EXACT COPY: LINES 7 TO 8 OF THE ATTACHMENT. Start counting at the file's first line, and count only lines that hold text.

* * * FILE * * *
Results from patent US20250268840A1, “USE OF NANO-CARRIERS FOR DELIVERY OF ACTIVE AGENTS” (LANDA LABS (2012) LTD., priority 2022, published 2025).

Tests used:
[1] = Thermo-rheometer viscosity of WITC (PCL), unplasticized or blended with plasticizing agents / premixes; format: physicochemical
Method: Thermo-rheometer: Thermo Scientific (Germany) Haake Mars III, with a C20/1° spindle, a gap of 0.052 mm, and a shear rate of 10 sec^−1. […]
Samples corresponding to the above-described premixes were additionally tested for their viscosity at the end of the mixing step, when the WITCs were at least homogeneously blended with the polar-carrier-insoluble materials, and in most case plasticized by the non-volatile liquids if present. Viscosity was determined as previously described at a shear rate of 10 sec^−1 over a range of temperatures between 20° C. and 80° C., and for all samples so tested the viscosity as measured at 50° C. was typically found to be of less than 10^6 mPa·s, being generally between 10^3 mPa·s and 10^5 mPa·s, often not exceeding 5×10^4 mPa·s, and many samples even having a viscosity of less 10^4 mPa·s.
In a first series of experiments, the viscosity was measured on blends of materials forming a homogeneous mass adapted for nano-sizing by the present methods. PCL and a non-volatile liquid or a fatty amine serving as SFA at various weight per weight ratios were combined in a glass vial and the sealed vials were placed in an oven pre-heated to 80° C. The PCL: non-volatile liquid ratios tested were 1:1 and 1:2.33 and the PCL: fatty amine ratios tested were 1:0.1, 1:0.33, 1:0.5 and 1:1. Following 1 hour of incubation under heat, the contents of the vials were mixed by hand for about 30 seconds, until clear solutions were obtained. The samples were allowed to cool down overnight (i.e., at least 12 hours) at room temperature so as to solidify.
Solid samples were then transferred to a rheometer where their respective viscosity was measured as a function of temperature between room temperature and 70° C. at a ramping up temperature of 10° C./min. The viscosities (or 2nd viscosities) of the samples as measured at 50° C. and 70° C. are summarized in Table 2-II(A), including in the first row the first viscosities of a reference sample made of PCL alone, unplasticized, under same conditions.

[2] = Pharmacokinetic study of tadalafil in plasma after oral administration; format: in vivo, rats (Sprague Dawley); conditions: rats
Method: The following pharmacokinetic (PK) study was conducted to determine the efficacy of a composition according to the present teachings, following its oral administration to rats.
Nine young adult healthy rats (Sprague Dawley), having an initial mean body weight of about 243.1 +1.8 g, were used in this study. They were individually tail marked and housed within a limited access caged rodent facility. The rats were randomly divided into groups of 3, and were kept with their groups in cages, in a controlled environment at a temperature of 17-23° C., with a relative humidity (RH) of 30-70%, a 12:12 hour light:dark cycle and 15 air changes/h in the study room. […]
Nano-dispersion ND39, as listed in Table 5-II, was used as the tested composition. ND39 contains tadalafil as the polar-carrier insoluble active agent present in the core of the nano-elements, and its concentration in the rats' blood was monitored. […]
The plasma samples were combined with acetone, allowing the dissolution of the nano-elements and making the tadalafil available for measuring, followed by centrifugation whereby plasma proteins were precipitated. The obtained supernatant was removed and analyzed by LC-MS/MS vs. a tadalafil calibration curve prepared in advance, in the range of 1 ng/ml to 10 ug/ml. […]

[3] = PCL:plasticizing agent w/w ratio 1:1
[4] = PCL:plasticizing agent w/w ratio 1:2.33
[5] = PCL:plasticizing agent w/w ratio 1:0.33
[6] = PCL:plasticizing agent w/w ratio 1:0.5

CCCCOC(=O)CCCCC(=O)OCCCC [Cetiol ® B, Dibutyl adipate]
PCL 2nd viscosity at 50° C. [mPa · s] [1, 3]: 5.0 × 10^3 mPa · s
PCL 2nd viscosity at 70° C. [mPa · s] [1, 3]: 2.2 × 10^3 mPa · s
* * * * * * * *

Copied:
Solid samples were then transferred to a rheometer where their respective viscosity was measured as a function of temperature between room temperature and 70° C. at a ramping up temperature of 10° C./min. The viscosities (or 2nd viscosities) of the samples as measured at 50° C. and 70° C. are summarized in Table 2-II(A), including in the first row the first viscosities of a reference sample made of PCL alone, unplasticized, under same conditions.

[2] = Pharmacokinetic study of tadalafil in plasma after oral administration; format: in vivo, rats (Sprague Dawley); conditions: rats